Import Errors

Here are some common import errors and the reasons behind them

When importing your resources into Hava you may get a notification saying that problems were found in your import. These messages come in two different severity levels:

  • Warning: these are for your information only and generally mean your import completed successfully.

  • Error: these are notifications that something has gone wrong and your import has not completed.


Warnings are usually reported when Hava encounters permission errors with a specific region or service related to your import. It means that your credentials don't provide the correct access to import the information, but Hava has skipped over it and continued the import.

To stop the warnings being displayed for your account you can add more permissions to your credentials, or you can safely ignore the warnings.

Resources that do not have sufficient permissions to access and generate a warning will be omitted from your automatically generated diagrams.


Errors are reported when Hava has encountered a critical problem and had to terminate the import without saving any of the changes. Sometimes this is an issue with your credentials and you'll need to edit them to get your import working.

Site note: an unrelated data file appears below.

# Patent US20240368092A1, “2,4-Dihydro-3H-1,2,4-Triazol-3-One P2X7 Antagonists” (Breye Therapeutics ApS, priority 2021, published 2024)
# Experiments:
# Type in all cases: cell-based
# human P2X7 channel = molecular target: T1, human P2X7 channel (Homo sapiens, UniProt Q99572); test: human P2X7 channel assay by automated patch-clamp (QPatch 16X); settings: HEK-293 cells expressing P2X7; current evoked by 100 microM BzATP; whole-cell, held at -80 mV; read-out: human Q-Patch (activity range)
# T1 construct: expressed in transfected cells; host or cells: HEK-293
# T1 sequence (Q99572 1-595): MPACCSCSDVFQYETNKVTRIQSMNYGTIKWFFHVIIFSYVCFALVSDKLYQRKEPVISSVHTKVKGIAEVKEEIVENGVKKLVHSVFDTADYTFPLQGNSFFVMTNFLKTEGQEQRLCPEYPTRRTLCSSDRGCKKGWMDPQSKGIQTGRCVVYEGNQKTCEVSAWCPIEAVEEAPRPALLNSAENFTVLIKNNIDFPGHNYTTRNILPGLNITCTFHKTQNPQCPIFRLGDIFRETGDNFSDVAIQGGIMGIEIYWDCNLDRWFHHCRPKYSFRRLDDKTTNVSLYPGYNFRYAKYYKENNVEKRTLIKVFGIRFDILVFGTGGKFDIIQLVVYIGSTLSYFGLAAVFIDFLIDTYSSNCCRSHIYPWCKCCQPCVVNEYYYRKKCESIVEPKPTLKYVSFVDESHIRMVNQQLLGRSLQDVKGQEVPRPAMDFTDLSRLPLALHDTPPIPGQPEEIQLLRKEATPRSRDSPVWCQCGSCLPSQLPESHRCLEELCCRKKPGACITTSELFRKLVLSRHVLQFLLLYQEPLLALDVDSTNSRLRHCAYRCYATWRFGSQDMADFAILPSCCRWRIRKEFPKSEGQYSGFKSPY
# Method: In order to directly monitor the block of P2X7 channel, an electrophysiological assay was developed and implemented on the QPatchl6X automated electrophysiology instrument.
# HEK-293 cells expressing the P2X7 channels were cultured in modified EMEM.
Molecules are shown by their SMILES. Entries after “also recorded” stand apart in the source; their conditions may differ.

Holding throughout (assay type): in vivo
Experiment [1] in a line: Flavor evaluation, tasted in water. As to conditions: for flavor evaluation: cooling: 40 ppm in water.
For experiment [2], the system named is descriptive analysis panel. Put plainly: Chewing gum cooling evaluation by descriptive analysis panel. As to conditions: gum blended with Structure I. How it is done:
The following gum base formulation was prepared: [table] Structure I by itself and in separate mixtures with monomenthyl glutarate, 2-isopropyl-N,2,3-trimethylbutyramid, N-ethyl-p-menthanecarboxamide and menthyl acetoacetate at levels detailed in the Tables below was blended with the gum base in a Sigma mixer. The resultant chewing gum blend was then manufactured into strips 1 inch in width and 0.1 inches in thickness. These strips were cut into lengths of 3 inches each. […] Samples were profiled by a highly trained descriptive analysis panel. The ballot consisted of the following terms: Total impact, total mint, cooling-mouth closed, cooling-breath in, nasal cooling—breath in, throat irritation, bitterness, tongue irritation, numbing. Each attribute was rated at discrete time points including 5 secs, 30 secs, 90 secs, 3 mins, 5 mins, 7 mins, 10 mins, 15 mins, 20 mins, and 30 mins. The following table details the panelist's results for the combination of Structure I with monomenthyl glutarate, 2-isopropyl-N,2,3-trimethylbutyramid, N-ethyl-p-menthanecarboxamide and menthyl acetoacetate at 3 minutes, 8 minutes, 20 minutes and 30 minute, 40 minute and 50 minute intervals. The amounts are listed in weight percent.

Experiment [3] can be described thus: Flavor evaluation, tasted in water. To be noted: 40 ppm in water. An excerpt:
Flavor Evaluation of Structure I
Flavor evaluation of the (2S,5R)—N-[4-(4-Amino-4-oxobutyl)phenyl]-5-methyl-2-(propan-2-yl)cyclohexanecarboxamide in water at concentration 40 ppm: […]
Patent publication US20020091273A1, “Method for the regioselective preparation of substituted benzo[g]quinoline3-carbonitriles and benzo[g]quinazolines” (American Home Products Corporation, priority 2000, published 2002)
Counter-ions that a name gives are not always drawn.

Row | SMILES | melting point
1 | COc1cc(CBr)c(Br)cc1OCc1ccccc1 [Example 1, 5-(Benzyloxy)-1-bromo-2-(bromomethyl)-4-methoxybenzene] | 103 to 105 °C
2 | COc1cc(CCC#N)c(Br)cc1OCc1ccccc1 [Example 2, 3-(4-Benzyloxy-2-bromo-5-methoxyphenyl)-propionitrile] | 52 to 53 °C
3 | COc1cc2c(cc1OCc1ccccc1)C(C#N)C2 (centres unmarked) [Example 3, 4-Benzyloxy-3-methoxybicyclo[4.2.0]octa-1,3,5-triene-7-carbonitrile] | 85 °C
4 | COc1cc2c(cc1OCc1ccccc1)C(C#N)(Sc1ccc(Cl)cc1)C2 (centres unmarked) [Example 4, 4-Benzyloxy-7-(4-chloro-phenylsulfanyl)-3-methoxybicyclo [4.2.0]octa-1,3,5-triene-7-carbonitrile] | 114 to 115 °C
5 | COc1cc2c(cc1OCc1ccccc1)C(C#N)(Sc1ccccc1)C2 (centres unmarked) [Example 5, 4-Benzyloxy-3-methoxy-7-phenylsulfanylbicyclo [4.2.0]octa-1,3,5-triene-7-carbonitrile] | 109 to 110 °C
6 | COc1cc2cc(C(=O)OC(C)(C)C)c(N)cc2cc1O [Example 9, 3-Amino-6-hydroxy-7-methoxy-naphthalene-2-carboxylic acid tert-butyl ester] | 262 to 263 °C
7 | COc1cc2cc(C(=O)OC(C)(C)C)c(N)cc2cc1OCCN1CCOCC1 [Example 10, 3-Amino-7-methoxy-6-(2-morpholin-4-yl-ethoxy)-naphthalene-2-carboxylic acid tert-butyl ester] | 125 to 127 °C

Sometimes the error relates to a problem communicating with the remote server and your import will be retried.

Some common errors:

Failed to authenticate.

This is the most common error and usually means that the data source credentials you’ve provided are incorrect. Your import will be re-queued to retry, but if it continues to fail the import will terminate.

You can edit your source by clicking ‘Sources’ on the main menu, and then using the ‘cog’ icon to edit your credentials.

Edit credentials for a connected cloud account

There was a remote error and your import is being restarted.

This means there was a network error, a remote server error, or some other problem that means the import couldn’t continue. It will be re-queued and imported again shortly.

Your import has been taking a long time - it's been moved to a dedicated queue.

If you have a very large source with tens of thousands of resources it can spend so long in the queue that it ends up being moved to a dedicated queue. This is so that the import has access to more resources and a longer timeout. This means that your source could potentially take over an hour to import - but it will finish!

If you want to lower the time that your source takes to import you can prevent access to services that you don’t necessarily need imported. For instance, some long AWS imports can be made faster by restricting access to Lambda - especially if you have thousands of functions.